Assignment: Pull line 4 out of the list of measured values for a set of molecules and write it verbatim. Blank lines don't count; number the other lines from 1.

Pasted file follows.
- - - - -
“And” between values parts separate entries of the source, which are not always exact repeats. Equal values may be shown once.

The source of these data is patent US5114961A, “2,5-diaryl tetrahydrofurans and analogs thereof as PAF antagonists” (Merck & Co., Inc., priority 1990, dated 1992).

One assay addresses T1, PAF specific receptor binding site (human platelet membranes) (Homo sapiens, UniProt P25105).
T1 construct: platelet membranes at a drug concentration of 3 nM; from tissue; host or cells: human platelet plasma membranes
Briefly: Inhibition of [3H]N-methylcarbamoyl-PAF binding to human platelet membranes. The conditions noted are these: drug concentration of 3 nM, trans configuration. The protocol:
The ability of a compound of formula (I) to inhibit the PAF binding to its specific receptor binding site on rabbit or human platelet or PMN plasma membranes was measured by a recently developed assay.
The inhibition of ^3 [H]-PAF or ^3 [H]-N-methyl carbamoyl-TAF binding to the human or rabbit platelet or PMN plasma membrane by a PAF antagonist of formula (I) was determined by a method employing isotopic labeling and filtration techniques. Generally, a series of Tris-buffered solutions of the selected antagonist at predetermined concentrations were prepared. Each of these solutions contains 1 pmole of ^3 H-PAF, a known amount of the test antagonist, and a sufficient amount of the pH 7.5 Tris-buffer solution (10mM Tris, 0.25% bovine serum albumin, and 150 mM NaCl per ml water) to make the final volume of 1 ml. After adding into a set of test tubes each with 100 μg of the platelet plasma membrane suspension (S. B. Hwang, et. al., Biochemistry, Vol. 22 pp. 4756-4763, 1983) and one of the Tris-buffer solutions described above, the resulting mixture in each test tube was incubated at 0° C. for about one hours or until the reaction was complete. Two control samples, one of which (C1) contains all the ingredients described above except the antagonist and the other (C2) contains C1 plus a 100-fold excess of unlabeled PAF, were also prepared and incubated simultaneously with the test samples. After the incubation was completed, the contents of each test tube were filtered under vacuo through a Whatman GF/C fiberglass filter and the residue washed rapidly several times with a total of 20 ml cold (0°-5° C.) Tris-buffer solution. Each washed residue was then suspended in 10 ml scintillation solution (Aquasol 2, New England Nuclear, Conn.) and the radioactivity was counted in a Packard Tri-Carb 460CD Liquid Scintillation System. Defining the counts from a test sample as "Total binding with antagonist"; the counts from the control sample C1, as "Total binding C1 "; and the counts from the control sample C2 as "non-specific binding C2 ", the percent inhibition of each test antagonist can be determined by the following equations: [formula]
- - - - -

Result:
T1 construct: platelet membranes at a drug concentration of 3 nM; from tissue; host or cells: human platelet plasma membranes